A rear wing heavily inspired by the F40, boxy lines and a 3.0 litre V6. Combine these attributes with a total curb weight of 1140 kg and you will end up with an impressive car meant to please the fearcest of daredevils. Mind you, we’re talking about a French car that went for sale in 1993, back when F40s and Diablos reigned the streets (We’re not even going to talk about the F1 McLaren since, well it’s the F1 McLaren. There’s no explaining to do).
However, when we think of French cars our memories gravitate to boring, soulless Renaults, Citroëns and Peugeots. Completely forgetting their motorsport heritage and past.
Contrary to what we think about French cars, France has enjoyed a long history of motorsport. Home to huge names like the 24 hours of Le Mans and Paris-Dakar. It is also home to some of the very first organised motor races like the Paris - Rounen race which took place on July 22, 1894. Around that time three major french manufacturers; Peugeot (1896), Renault (1899) and Bugatti (1904) started producing cars. Citroën joined the industry right after WWI. These brands produced some of the most exciting automobiles known to mankind.
Manufacture de Voitures de Sport; Venturi
In 1984, two french engineers started a company in Monaco called Manufacture de Voitures de Sport (MVS). Their purpose was to compete in the GT market with the new brand Venturi. However, the GT market at that time was mostly dominated by Germany with the Mercedes SEC and BMW 6 series and 8 series. Italians tried to tap into that market but lacked the build-quality german cars had. Wanting to restore the glorious days of french performance cars, the french automaker faced many challenges ranging from an unknown name to its under-capitalized and under-staffed company state. Venturi did nonetheless manage to continue in production for nearly sixteen years. Production began in 1987, when the first five cars rolled out of the factory. From 1987 to the 2000s, they built mid-engined coupes and roadsters with turbocharged PRV engines (V6) and Renault gearboxes. Engine power ranged from 200 to 260 hp. The PRV engine was used in a variety of cars between 1974 and 1988 including the Citroën SM and DeLorean DMC-12.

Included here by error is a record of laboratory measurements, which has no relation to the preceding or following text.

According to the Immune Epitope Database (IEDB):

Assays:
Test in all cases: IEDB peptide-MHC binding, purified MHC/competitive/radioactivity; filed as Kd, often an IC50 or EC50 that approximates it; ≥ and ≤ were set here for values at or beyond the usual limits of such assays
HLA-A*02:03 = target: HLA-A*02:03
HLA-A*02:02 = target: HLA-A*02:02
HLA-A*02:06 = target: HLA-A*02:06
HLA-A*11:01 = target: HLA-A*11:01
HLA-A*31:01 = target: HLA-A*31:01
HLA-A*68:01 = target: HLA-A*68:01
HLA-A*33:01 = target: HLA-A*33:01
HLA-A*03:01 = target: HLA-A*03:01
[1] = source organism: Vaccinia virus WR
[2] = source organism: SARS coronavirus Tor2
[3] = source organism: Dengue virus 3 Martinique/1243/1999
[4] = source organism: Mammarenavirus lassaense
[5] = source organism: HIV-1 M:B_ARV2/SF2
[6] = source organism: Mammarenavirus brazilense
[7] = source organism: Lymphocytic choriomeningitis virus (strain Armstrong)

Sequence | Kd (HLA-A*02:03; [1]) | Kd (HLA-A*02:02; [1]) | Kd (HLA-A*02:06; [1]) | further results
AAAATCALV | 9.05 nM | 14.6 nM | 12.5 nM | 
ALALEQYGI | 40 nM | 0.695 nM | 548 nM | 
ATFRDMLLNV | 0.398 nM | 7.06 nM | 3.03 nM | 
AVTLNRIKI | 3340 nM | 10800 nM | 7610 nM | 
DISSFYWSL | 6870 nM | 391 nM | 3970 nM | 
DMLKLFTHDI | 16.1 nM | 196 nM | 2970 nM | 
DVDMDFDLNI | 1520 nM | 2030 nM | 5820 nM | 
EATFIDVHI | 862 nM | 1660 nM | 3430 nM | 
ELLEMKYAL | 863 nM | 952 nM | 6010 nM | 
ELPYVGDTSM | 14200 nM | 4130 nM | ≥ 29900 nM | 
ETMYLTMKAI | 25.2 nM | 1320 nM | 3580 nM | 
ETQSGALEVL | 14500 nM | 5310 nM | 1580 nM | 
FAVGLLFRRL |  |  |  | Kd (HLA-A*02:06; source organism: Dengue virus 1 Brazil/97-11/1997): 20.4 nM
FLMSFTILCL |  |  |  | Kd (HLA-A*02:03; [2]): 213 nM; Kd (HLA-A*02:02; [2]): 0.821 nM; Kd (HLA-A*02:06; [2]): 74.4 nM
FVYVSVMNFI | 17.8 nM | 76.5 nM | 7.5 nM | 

Atlantique 400 GT
The Venturi 400 GT was introduced in 1993 and featured a PRV 2.975 cc DOHC twin-turbo V6 engine producing 300 kW / 402 hp at 6000 rpm and 520 Nm. These figures made the 400 GT powerful enough to compete with the Porsches and Ferraris of the early 90s. The car could hit 100 km/h in 4,7 seconds and continue to reach a top speed of 275 km/h. It was the very first car that received carbon brakes as standard from factory. Venturi built around 70-80 units and only 13 examples of these cars were road-going versions, although quite a few Trophy (race) cars were made street legal once the race series was finished. Construction is made of steel tube/box section with a fiberglass body, helping to keep the weight low. Featuring fully independent suspension both front and back, the car was no slouch on track.
Classic Japanese motoring footage
Venturi 400 GT Trophy at Spa-Francorchamps